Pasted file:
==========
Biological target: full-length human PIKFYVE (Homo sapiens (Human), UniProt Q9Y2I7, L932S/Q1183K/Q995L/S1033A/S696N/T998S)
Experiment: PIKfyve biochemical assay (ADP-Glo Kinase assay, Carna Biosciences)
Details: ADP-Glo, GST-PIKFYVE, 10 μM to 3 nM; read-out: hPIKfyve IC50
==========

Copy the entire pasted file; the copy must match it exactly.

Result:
Biological target: full-length human PIKFYVE (Homo sapiens (Human), UniProt Q9Y2I7, L932S/Q1183K/Q995L/S1033A/S696N/T998S)
Experiment: PIKfyve biochemical assay (ADP-Glo Kinase assay, Carna Biosciences)
Details: ADP-Glo, GST-PIKFYVE, 10 μM to 3 nM; read-out: hPIKfyve IC50